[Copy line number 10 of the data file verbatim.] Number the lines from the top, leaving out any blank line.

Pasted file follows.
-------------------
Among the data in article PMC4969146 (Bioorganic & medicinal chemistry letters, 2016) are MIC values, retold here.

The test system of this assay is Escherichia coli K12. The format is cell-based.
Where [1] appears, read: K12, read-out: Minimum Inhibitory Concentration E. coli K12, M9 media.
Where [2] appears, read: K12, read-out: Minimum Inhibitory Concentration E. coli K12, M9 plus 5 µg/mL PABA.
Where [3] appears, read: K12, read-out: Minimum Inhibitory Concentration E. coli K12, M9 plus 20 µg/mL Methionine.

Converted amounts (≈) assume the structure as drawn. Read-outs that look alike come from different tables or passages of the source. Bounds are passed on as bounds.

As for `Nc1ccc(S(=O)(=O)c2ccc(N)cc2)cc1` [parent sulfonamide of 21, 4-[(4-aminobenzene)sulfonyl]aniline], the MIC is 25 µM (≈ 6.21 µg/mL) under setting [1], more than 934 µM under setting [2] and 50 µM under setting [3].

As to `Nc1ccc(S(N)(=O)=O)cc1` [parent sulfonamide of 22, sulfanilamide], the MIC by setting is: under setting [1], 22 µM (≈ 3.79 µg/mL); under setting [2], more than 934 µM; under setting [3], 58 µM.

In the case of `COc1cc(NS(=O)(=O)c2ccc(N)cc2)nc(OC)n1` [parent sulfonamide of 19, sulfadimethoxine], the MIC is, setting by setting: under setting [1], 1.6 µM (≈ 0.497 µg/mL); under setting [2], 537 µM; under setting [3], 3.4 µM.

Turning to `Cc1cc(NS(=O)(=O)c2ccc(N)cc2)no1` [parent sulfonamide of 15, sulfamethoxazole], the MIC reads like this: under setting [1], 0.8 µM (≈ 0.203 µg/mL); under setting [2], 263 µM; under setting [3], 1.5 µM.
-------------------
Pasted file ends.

Turning to `Cc1cc(NS(=O)(=O)c2ccc(N)cc2)no1` [parent sulfonamide of 15, sulfamethoxazole], the MIC reads like this: under setting [1], 0.8 µM (≈ 0.203 µg/mL); under setting [2], 263 µM; under setting [3], 1.5 µM.